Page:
The bank is due to issue second-quarter financial figures on Thursday.
Credit Suisse has reached an out-of-court settlement with former senior banker Iqbal Khan over allegations of spying, an affair that led to the resignation of the chief executive Tidjane Thiam in early 2020, media reported the bank as saying yesterday.
The Zurich-listed bank, which operates in a number of regions and which has been adding scores of wealth management staff in Asia recently, is scheduled to issue second-quarter financial results on Thursday.
A spokesperson was quoted saying that Credit Suisse had reached a settlement with Khan and his wife after they sued Credit Suisse, and the private detective firm Investigo, for having had them followed through the streets of Zurich.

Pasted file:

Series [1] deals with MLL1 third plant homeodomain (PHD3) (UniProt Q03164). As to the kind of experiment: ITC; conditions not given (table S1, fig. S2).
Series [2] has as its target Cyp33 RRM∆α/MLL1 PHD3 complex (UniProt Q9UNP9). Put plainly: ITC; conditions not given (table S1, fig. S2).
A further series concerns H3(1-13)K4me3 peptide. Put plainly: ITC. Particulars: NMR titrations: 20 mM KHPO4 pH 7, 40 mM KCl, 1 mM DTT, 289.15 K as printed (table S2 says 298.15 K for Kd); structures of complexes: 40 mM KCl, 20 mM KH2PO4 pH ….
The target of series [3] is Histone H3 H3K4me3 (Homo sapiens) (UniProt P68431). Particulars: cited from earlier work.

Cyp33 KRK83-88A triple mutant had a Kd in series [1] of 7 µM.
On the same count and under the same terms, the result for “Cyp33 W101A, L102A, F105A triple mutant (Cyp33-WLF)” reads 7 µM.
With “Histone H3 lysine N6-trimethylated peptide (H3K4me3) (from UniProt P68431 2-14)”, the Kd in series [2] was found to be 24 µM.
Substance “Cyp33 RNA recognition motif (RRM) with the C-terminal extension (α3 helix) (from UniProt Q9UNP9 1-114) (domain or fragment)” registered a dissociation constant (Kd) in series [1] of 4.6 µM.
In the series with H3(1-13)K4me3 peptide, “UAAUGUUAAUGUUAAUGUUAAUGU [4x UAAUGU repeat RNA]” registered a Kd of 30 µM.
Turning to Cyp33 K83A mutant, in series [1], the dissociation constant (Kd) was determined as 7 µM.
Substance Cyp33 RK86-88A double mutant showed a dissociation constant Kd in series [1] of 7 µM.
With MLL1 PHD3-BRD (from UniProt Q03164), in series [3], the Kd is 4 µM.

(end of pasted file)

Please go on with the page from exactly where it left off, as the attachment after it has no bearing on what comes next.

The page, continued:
The news was first reported in Swiss newspaper NZZ am Sonntag.
Credit Suisse did not give further details about the settlement, while Khan and Investigo did not respond to requests for comment.
The feud between Khan and Credit Suisse, after the banker defected to arch rivals UBS two years ago, turned into a scandal that resembled a Cold War spy story rather than the staid world of Swiss private banking.
Khan alleged that a group of three men chased him and his wife through the streets of Zurich by car and on foot, which culminated in a physical confrontation behind the Swiss National Bank.
Credit Suisse admitted that it had hired private investigators to trail another former executive, Peter Goerke, and that both incidents of surveillance had been ordered by its former chief operations officer Pierre-Olivier Bouée.
Separately, analysts will scrutinise Credit Suisse's second-quarter results for signs of whether it has managed to recover from a series of losses sustained by episodes surrounding the failed US-based Archegos Capital group, the family office, and Greensill Capital, the UK supply-chain finance business to which the bank had an exposure.
UBS, Switzerland's largest bank, reported its Q2 results last week.